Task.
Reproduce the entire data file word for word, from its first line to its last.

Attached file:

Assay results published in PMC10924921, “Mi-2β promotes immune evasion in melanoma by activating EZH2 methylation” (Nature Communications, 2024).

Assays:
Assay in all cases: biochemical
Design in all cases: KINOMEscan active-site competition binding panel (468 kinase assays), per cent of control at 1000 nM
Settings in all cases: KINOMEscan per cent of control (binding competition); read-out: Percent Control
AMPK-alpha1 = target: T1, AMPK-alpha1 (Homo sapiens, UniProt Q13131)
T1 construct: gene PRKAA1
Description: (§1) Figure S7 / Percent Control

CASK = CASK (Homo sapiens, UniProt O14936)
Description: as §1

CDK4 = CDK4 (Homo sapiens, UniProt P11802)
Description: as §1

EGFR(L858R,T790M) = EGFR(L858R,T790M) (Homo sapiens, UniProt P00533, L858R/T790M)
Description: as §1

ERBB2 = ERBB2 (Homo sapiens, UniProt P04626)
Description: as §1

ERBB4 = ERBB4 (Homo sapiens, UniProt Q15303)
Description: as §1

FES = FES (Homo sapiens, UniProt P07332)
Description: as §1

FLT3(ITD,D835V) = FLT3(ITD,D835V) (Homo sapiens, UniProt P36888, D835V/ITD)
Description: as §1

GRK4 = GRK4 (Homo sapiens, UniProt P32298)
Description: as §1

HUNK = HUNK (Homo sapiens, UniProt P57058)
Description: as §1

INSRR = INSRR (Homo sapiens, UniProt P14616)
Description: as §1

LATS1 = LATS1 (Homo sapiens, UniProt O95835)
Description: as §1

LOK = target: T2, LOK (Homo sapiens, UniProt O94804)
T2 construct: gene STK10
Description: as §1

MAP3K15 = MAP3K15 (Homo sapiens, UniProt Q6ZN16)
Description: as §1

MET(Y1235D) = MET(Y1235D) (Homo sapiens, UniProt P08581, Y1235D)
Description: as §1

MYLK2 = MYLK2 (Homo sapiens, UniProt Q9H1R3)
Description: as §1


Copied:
Assay results published in PMC10924921, “Mi-2β promotes immune evasion in melanoma by activating EZH2 methylation” (Nature Communications, 2024).

Assays:
Assay in all cases: biochemical
Design in all cases: KINOMEscan active-site competition binding panel (468 kinase assays), per cent of control at 1000 nM
Settings in all cases: KINOMEscan per cent of control (binding competition); read-out: Percent Control
AMPK-alpha1 = target: T1, AMPK-alpha1 (Homo sapiens, UniProt Q13131)
T1 construct: gene PRKAA1
Description: (§1) Figure S7 / Percent Control

CASK = CASK (Homo sapiens, UniProt O14936)
Description: as §1

CDK4 = CDK4 (Homo sapiens, UniProt P11802)
Description: as §1

EGFR(L858R,T790M) = EGFR(L858R,T790M) (Homo sapiens, UniProt P00533, L858R/T790M)
Description: as §1

ERBB2 = ERBB2 (Homo sapiens, UniProt P04626)
Description: as §1

ERBB4 = ERBB4 (Homo sapiens, UniProt Q15303)
Description: as §1

FES = FES (Homo sapiens, UniProt P07332)
Description: as §1

FLT3(ITD,D835V) = FLT3(ITD,D835V) (Homo sapiens, UniProt P36888, D835V/ITD)
Description: as §1

GRK4 = GRK4 (Homo sapiens, UniProt P32298)
Description: as §1

HUNK = HUNK (Homo sapiens, UniProt P57058)
Description: as §1

INSRR = INSRR (Homo sapiens, UniProt P14616)
Description: as §1

LATS1 = LATS1 (Homo sapiens, UniProt O95835)
Description: as §1

LOK = target: T2, LOK (Homo sapiens, UniProt O94804)
T2 construct: gene STK10
Description: as §1

MAP3K15 = MAP3K15 (Homo sapiens, UniProt Q6ZN16)
Description: as §1

MET(Y1235D) = MET(Y1235D) (Homo sapiens, UniProt P08581, Y1235D)
Description: as §1

MYLK2 = MYLK2 (Homo sapiens, UniProt Q9H1R3)
Description: as §1